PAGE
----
Philly.NET Code Camp – Follow Up

(One of many I foresee for the next week or so – lots of blogging to catch up on.)

Firstly, thanks to everyone who sat through my session and the excellent questions and feedback.  I honestly expected < 10 people.  I hope that folks were able to get a lot of value from it.  Apologies for the pacing, but I wanted to address as many questions as possible in context.

I’ll detail a lot of the material that I covered in additional blog posts in the near future (huge backlog!), but I do want to re-emphasize that the session wasn’t about a Silver Bullet; each team will have different requirements and preferences, each project will have different challenges, each problem may require a different approach; the key takeaway is that at some point, it’s important to step back and take a wide-angle view of the challenges that your team faces and figure out (ideally) simple solutions to overcome them.  Find where there are commonalities and try to abstract that away using an object-oriented approach to reduce duplication and effort.

I’ll get into this more in a more comprehensive post (I had initially planned to have the whole presentation as a blog post before today, but it was ultimately too much effort in one shot).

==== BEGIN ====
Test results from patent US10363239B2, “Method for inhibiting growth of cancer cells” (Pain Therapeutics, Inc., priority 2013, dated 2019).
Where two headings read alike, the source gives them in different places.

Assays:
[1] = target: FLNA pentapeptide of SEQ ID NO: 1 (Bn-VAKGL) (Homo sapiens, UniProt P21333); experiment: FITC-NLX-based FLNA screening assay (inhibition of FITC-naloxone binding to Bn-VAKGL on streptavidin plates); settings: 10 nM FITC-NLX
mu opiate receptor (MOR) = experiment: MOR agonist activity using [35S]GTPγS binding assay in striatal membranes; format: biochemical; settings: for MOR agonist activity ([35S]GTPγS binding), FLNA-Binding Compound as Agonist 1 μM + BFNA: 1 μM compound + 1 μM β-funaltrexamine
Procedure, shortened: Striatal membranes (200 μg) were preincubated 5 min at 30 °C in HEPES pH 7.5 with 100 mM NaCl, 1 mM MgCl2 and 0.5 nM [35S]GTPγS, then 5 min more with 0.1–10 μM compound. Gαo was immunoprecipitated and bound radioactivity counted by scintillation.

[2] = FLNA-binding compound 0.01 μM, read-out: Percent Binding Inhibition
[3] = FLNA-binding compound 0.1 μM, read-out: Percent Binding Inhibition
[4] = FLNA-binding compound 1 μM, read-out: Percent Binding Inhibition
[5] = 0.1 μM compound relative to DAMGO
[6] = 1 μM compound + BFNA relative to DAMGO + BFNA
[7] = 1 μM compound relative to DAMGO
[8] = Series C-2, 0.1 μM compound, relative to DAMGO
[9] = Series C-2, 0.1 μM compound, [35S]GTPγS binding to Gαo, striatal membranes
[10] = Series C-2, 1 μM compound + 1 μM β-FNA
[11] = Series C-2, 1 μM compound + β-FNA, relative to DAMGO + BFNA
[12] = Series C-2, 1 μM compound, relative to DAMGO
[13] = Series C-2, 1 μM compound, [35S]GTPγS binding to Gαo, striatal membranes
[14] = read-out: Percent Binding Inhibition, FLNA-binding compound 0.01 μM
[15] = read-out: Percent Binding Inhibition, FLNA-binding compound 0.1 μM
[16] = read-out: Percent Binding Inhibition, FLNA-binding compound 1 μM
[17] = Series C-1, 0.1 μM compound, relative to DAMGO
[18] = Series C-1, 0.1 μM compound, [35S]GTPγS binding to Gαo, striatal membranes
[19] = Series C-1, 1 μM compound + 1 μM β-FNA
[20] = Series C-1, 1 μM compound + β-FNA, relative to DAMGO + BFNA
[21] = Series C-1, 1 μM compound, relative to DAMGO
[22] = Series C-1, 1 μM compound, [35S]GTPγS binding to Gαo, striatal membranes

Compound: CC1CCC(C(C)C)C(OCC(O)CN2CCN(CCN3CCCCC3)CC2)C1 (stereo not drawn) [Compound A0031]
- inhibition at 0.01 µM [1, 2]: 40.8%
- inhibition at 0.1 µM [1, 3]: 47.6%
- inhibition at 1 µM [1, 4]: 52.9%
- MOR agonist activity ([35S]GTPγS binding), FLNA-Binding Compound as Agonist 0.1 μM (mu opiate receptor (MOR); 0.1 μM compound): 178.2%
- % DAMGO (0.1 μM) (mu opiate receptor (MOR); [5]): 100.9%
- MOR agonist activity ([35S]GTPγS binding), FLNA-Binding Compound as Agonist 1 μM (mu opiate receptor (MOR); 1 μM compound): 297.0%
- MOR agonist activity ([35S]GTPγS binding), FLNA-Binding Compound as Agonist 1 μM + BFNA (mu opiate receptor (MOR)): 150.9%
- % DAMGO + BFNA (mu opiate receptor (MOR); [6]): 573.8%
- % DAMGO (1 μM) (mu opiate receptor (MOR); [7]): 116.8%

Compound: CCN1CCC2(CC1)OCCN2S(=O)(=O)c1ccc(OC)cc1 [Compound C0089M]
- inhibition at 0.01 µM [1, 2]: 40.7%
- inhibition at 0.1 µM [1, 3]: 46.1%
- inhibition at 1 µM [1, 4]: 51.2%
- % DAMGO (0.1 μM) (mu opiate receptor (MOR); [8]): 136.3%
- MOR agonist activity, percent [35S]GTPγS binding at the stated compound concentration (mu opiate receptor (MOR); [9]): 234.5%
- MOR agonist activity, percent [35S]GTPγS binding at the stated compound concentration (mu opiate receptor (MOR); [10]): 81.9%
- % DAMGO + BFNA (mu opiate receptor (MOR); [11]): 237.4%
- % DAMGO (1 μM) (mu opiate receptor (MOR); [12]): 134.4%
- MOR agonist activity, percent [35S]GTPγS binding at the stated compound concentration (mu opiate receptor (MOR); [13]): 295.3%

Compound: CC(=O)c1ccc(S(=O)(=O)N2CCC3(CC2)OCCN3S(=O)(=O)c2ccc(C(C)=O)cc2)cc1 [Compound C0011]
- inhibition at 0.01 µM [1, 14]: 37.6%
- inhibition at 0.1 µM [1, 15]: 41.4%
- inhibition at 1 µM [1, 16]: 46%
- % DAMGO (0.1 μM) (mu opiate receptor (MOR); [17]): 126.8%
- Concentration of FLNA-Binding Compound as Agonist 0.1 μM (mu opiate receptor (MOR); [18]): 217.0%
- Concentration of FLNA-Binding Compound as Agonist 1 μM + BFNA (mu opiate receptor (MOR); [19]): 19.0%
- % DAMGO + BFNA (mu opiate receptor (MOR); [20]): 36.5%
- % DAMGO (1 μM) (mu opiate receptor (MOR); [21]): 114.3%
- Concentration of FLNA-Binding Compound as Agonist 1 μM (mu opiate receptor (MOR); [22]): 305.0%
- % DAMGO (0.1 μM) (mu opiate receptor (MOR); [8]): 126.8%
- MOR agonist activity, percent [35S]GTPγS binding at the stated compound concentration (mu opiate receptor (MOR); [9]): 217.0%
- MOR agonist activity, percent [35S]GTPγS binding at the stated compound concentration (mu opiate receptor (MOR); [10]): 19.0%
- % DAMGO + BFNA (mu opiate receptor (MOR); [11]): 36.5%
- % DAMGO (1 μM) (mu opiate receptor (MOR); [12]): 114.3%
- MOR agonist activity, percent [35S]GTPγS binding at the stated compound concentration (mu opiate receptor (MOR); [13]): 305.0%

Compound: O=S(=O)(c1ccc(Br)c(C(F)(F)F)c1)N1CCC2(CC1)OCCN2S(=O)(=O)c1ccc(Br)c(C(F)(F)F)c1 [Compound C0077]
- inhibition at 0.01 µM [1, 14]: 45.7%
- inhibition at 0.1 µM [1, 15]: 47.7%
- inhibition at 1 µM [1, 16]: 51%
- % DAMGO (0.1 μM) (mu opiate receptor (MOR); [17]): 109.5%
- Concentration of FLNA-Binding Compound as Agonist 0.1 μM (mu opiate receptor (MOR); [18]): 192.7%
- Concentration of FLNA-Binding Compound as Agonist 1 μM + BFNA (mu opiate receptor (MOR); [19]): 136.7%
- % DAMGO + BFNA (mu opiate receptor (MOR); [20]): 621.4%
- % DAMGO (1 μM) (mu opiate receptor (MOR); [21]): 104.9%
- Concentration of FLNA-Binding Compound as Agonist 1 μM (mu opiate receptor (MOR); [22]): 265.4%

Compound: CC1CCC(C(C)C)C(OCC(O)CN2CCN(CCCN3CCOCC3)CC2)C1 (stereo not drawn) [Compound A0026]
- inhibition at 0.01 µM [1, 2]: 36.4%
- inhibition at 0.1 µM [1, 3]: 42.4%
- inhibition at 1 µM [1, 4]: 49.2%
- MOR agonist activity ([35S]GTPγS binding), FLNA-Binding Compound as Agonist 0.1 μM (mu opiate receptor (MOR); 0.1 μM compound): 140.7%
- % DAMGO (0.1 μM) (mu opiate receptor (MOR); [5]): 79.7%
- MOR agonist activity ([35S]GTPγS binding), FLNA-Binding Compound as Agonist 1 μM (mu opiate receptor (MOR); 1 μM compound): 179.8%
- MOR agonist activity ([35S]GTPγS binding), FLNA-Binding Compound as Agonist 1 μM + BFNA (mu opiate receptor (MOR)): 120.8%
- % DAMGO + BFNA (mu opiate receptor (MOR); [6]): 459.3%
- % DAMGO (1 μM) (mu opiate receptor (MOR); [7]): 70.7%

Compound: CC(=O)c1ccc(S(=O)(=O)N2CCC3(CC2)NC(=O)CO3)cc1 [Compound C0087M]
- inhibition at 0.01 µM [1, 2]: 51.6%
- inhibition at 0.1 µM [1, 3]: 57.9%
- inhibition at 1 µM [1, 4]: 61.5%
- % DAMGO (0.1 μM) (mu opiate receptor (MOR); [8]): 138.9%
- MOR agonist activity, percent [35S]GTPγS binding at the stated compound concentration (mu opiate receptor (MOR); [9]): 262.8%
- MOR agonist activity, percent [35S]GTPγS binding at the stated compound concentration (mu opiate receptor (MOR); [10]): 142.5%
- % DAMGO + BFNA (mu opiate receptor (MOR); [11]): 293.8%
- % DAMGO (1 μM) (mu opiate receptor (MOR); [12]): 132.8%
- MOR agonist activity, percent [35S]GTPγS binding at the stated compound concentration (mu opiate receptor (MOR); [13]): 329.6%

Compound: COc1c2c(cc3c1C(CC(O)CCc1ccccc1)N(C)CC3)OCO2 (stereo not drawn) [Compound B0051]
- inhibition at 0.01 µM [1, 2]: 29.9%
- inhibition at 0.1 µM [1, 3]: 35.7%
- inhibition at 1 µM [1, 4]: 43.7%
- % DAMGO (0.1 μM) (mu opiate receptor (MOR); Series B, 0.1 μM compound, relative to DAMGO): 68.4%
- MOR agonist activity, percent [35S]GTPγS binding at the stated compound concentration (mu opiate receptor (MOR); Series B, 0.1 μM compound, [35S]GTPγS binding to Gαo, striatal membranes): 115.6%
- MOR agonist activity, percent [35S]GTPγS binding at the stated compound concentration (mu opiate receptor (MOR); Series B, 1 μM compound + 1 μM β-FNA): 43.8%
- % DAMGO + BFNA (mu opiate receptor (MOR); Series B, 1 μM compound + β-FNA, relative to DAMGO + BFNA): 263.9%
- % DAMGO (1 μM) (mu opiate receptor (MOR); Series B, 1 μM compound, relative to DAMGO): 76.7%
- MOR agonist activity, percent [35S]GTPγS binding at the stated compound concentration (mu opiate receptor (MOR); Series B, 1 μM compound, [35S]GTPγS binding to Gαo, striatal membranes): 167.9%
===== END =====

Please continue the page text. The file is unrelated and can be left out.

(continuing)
In the mean time, you can download the slidedeck here: SharePoint-CodeCamp.2010.2

I have a multitude of posts under my SharePoint category, but here are the most relevant ones:

(Note: some of these code samples are just a tad bit older as I’ve evolved it bit by bit; I’ll try to get some updates out.)

Some relevant external links:

Links to some relevant tools:

  • WSPBuilder – used to easily build and assemble .wsp packages.  Works with 2007 and 2010; I have a soft spot for it.
  • PsExec and DebugView – part of the SysInternals suite.  PsExec is for remote execution.  DebugView is for monitoring the system trace and system debug output.
  • log4net – a general purpose logging library.  Very important for SharePoint development to track down bugs.  The configuration is no different for SharePoint than for an ASP.NET web application
  • ReSharper – a general purpose development tool for Visual Studio.  Word of warning: it’s addictive; once you start to use it, you’ll never go back to vanilla VS.
  • FreeCommander – great for synchronizing files between different environments.

And if you liked my laptop, here’s how you can configure one of your very own for < $1500: Laptop Buying for Developers.

Again, thanks to everyone that made it to the session; please feel free to email me with any questions and I’ll try my best to address them in a timely manner.  Look for more followup posts in the near future.

And finally,  you can leave feedback for any of the sessions that you attended today; please do so!

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